Thanks to various open-access and other publishing initiatives (such as Minnesota’s Forerunners series, Stanford Briefs, The Atlantic and Bloomsbury’s Object Lessons, and Palgrave’s Pivot series), academic writing is poised to capture a broader public audience. Moreover, the traditional monograph is not the only, nor necessarily always the best, mode for disseminating scholarship that aims to speak to and even create the contemporary scene. And finally, an emerging para-academic movement using new technologies to give rise to presses such as Zero Books and punctum books, journals such as continent. and Speculations, and groups such as the Brooklyn Institute for Social Research, The Public School New York, the Dublin Unit for Speculative Thought (D.U.S.T.), and the Department of Eagles (Albania), provide an ideal moment to reach out to different and globally-networked publics for cultural studies.
Therefore we propose a minigraph book series (of works between 30,000 and 60,000 words), REMEDIAEVAL, that will revise and renew contemporary theory by salvaging the missing texts and objects of the premodern archive (500-1700), bringing those into contact with various currents in contemporary life and thought. The idea of a premodernity that comprises both medieval and early modern periods is critically important here for pushing back against theories that imagine modernity simultaneously as exceptional and/or as emerging inevitably from narrowly conceptualized and shallow historical chronologies.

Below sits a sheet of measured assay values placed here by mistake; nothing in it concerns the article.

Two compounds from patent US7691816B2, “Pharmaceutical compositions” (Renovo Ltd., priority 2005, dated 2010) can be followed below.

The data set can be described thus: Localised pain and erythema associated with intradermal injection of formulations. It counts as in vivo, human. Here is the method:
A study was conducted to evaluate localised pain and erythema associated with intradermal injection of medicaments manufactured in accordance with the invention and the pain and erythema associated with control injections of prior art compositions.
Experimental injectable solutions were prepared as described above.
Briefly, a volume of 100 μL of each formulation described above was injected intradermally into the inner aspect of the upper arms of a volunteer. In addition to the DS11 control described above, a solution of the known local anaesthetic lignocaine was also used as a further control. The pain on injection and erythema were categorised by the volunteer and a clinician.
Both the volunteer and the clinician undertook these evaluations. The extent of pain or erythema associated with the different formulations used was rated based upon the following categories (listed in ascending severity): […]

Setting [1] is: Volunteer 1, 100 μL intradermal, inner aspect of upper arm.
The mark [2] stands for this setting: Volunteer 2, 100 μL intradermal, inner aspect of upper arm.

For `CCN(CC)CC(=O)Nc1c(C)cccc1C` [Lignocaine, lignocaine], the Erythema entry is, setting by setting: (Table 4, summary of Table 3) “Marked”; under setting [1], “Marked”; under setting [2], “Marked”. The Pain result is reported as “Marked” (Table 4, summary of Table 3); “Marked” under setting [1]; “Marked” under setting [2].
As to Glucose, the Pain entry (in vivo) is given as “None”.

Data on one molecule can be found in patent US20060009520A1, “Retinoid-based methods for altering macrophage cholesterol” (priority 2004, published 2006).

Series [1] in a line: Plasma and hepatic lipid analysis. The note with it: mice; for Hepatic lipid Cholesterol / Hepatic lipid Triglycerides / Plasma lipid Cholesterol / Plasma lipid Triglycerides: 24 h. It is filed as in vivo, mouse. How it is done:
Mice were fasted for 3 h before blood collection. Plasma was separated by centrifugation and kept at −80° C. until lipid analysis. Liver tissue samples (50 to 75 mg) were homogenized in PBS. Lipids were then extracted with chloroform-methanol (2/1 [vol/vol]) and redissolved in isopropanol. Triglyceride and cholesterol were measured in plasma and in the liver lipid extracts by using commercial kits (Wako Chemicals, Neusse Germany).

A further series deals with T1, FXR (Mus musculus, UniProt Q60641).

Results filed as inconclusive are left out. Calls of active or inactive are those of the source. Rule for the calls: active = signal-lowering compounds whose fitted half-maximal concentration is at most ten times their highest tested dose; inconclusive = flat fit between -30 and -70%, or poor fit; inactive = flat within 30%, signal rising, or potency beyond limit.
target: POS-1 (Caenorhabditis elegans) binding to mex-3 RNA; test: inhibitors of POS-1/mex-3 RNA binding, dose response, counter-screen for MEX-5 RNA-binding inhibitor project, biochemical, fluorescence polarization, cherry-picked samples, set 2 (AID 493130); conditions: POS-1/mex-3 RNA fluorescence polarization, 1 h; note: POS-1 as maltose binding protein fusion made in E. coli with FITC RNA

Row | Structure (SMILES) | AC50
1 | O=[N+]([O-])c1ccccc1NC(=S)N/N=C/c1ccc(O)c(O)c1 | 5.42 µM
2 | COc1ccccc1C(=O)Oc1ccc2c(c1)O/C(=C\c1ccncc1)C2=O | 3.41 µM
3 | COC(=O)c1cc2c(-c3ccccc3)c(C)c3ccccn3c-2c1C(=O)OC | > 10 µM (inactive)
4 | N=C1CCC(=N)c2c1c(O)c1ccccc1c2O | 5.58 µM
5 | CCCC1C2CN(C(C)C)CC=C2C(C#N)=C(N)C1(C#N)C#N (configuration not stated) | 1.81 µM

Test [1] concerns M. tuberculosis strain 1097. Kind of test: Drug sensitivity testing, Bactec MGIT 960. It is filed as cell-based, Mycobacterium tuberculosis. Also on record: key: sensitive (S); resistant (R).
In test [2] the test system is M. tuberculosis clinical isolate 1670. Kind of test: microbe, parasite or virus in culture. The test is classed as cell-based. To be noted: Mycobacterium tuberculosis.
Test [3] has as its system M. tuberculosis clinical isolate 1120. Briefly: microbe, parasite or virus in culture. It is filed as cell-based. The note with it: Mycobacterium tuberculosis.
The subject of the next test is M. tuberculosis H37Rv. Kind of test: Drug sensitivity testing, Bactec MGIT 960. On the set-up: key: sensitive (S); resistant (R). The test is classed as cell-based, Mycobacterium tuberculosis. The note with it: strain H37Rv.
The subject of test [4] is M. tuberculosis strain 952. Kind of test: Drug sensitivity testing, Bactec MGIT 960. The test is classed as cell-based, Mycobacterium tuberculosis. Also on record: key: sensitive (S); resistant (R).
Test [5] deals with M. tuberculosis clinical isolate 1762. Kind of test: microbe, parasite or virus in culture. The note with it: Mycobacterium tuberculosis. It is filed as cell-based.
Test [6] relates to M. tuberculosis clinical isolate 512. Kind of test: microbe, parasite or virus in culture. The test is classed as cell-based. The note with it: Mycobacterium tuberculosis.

It will be the objective of REMEDIAEVAL to invite short-form work in a variety of disciplines, formats, genres, and delivery platforms, that would assemble a wide variety of premodern texts and objects — such as, relics, illustrated manuscripts, architecture, music, law codes, historical chronicle, chivalric romance, bestiaries, Books of Hours, textiles, astrolabes, encyclopedias, cosmographies and atlases, and the like — and put them into mutual conversation with contemporary theory, texts and objects, such as video games, films, television series, political theater, graphic arts, fashion, architecture, toys, landscapes, and so on. In recent years, there has been a renewed attention to the question of the meaningfulness of cultural texts and objects, whether the novel or a painting (and so forth), and how the disciplines of the humanities should best approach their respective subjects at a moment when many are looking for ways to supplement and also to question cultural-historical methodologies and traditional hermeneutics. It is the aim of REMEDIAEVAL to encourage experiments in bringing together culturally and temporally disparate objects (a sort of temporary “working group”) — whether through practices of paratext, adjacency, neighborliness, collage, assemblage, network, ontography, mapping, performance, and so on — to produce novel relations that would not only give rise to new forms of critical thought and intellectual communities, but would also help to reshape the more narrowly-defined disciplines in which these disparate objects are located.